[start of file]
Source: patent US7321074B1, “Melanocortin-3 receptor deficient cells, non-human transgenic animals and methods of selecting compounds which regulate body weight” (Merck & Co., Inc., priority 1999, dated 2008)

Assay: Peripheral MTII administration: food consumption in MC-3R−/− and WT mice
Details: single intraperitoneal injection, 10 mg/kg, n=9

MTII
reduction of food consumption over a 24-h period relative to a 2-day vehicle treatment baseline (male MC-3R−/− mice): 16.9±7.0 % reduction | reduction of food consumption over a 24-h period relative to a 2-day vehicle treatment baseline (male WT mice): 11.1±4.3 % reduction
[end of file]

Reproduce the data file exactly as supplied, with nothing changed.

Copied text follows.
Source: patent US7321074B1, “Melanocortin-3 receptor deficient cells, non-human transgenic animals and methods of selecting compounds which regulate body weight” (Merck & Co., Inc., priority 1999, dated 2008)

Assay: Peripheral MTII administration: food consumption in MC-3R−/− and WT mice
Details: single intraperitoneal injection, 10 mg/kg, n=9

MTII
reduction of food consumption over a 24-h period relative to a 2-day vehicle treatment baseline (male MC-3R−/− mice): 16.9±7.0 % reduction | reduction of food consumption over a 24-h period relative to a 2-day vehicle treatment baseline (male WT mice): 11.1±4.3 % reduction